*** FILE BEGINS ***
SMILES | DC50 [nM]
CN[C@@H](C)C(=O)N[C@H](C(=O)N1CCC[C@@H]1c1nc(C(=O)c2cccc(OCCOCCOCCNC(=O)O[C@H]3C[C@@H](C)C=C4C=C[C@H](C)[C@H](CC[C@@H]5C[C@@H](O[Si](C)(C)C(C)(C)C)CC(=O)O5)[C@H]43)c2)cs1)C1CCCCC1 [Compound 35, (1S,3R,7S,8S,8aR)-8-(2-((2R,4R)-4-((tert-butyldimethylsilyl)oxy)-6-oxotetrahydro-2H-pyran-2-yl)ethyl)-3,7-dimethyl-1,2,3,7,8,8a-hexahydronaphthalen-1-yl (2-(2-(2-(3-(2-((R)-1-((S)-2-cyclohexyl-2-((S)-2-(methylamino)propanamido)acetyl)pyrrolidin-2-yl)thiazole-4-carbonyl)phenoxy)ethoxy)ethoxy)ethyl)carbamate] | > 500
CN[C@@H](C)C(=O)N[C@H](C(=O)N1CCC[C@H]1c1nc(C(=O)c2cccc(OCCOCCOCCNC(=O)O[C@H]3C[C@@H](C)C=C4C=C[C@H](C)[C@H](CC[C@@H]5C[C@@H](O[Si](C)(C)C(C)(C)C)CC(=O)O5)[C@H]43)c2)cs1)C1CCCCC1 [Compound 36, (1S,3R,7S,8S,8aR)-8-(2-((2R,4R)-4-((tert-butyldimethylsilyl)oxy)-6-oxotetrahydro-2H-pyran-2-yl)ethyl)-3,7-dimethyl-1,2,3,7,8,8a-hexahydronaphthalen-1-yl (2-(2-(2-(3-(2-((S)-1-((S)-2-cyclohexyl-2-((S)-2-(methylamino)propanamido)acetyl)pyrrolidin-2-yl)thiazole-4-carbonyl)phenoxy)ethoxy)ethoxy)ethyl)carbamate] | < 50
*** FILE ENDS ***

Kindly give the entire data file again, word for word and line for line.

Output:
SMILES | DC50 [nM]
CN[C@@H](C)C(=O)N[C@H](C(=O)N1CCC[C@@H]1c1nc(C(=O)c2cccc(OCCOCCOCCNC(=O)O[C@H]3C[C@@H](C)C=C4C=C[C@H](C)[C@H](CC[C@@H]5C[C@@H](O[Si](C)(C)C(C)(C)C)CC(=O)O5)[C@H]43)c2)cs1)C1CCCCC1 [Compound 35, (1S,3R,7S,8S,8aR)-8-(2-((2R,4R)-4-((tert-butyldimethylsilyl)oxy)-6-oxotetrahydro-2H-pyran-2-yl)ethyl)-3,7-dimethyl-1,2,3,7,8,8a-hexahydronaphthalen-1-yl (2-(2-(2-(3-(2-((R)-1-((S)-2-cyclohexyl-2-((S)-2-(methylamino)propanamido)acetyl)pyrrolidin-2-yl)thiazole-4-carbonyl)phenoxy)ethoxy)ethoxy)ethyl)carbamate] | > 500
CN[C@@H](C)C(=O)N[C@H](C(=O)N1CCC[C@H]1c1nc(C(=O)c2cccc(OCCOCCOCCNC(=O)O[C@H]3C[C@@H](C)C=C4C=C[C@H](C)[C@H](CC[C@@H]5C[C@@H](O[Si](C)(C)C(C)(C)C)CC(=O)O5)[C@H]43)c2)cs1)C1CCCCC1 [Compound 36, (1S,3R,7S,8S,8aR)-8-(2-((2R,4R)-4-((tert-butyldimethylsilyl)oxy)-6-oxotetrahydro-2H-pyran-2-yl)ethyl)-3,7-dimethyl-1,2,3,7,8,8a-hexahydronaphthalen-1-yl (2-(2-(2-(3-(2-((S)-1-((S)-2-cyclohexyl-2-((S)-2-(methylamino)propanamido)acetyl)pyrrolidin-2-yl)thiazole-4-carbonyl)phenoxy)ethoxy)ethoxy)ethyl)carbamate] | < 50